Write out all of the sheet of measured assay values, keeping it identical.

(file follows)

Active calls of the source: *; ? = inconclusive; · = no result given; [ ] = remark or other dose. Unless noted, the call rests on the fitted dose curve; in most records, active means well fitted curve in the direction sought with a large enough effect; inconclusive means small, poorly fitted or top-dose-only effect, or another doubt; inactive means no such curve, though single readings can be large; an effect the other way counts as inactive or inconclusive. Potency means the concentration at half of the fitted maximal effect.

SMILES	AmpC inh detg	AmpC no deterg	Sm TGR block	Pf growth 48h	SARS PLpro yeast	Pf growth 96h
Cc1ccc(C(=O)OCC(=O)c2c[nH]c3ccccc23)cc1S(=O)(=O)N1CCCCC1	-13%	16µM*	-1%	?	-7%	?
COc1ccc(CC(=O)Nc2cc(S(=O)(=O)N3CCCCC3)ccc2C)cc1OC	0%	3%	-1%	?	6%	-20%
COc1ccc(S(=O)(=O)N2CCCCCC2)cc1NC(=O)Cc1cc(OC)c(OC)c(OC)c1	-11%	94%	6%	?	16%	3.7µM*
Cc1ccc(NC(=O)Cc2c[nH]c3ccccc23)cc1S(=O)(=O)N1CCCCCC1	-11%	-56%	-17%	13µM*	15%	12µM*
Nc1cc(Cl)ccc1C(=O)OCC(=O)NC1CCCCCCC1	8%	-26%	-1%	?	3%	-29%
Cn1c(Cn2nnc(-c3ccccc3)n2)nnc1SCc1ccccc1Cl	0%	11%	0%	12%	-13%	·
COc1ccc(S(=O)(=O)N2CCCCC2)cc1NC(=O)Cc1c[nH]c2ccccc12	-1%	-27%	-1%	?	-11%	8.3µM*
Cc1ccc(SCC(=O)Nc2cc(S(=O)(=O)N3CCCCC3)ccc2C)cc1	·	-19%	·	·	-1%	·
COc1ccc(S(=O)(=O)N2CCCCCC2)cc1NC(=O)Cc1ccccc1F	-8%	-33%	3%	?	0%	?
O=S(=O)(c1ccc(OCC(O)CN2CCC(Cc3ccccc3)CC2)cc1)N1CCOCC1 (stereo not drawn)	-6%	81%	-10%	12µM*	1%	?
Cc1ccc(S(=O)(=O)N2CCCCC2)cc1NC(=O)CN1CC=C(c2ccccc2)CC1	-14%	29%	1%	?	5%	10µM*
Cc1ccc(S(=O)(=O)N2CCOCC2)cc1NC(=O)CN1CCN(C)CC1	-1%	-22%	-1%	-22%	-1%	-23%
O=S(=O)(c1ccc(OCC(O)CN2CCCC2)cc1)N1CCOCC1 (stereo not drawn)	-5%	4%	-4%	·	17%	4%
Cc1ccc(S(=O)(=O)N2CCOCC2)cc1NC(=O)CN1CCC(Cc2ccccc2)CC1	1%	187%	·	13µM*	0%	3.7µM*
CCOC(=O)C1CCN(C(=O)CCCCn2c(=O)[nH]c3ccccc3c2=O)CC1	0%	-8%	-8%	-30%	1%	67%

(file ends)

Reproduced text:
Active calls of the source: *; ? = inconclusive; · = no result given; [ ] = remark or other dose. Unless noted, the call rests on the fitted dose curve; in most records, active means well fitted curve in the direction sought with a large enough effect; inconclusive means small, poorly fitted or top-dose-only effect, or another doubt; inactive means no such curve, though single readings can be large; an effect the other way counts as inactive or inconclusive. Potency means the concentration at half of the fitted maximal effect.

SMILES	AmpC inh detg	AmpC no deterg	Sm TGR block	Pf growth 48h	SARS PLpro yeast	Pf growth 96h
Cc1ccc(C(=O)OCC(=O)c2c[nH]c3ccccc23)cc1S(=O)(=O)N1CCCCC1	-13%	16µM*	-1%	?	-7%	?
COc1ccc(CC(=O)Nc2cc(S(=O)(=O)N3CCCCC3)ccc2C)cc1OC	0%	3%	-1%	?	6%	-20%
COc1ccc(S(=O)(=O)N2CCCCCC2)cc1NC(=O)Cc1cc(OC)c(OC)c(OC)c1	-11%	94%	6%	?	16%	3.7µM*
Cc1ccc(NC(=O)Cc2c[nH]c3ccccc23)cc1S(=O)(=O)N1CCCCCC1	-11%	-56%	-17%	13µM*	15%	12µM*
Nc1cc(Cl)ccc1C(=O)OCC(=O)NC1CCCCCCC1	8%	-26%	-1%	?	3%	-29%
Cn1c(Cn2nnc(-c3ccccc3)n2)nnc1SCc1ccccc1Cl	0%	11%	0%	12%	-13%	·
COc1ccc(S(=O)(=O)N2CCCCC2)cc1NC(=O)Cc1c[nH]c2ccccc12	-1%	-27%	-1%	?	-11%	8.3µM*
Cc1ccc(SCC(=O)Nc2cc(S(=O)(=O)N3CCCCC3)ccc2C)cc1	·	-19%	·	·	-1%	·
COc1ccc(S(=O)(=O)N2CCCCCC2)cc1NC(=O)Cc1ccccc1F	-8%	-33%	3%	?	0%	?
O=S(=O)(c1ccc(OCC(O)CN2CCC(Cc3ccccc3)CC2)cc1)N1CCOCC1 (stereo not drawn)	-6%	81%	-10%	12µM*	1%	?
Cc1ccc(S(=O)(=O)N2CCCCC2)cc1NC(=O)CN1CC=C(c2ccccc2)CC1	-14%	29%	1%	?	5%	10µM*
Cc1ccc(S(=O)(=O)N2CCOCC2)cc1NC(=O)CN1CCN(C)CC1	-1%	-22%	-1%	-22%	-1%	-23%
O=S(=O)(c1ccc(OCC(O)CN2CCCC2)cc1)N1CCOCC1 (stereo not drawn)	-5%	4%	-4%	·	17%	4%
Cc1ccc(S(=O)(=O)N2CCOCC2)cc1NC(=O)CN1CCC(Cc2ccccc2)CC1	1%	187%	·	13µM*	0%	3.7µM*
CCOC(=O)C1CCN(C(=O)CCCCn2c(=O)[nH]c3ccccc3c2=O)CC1	0%	-8%	-8%	-30%	1%	67%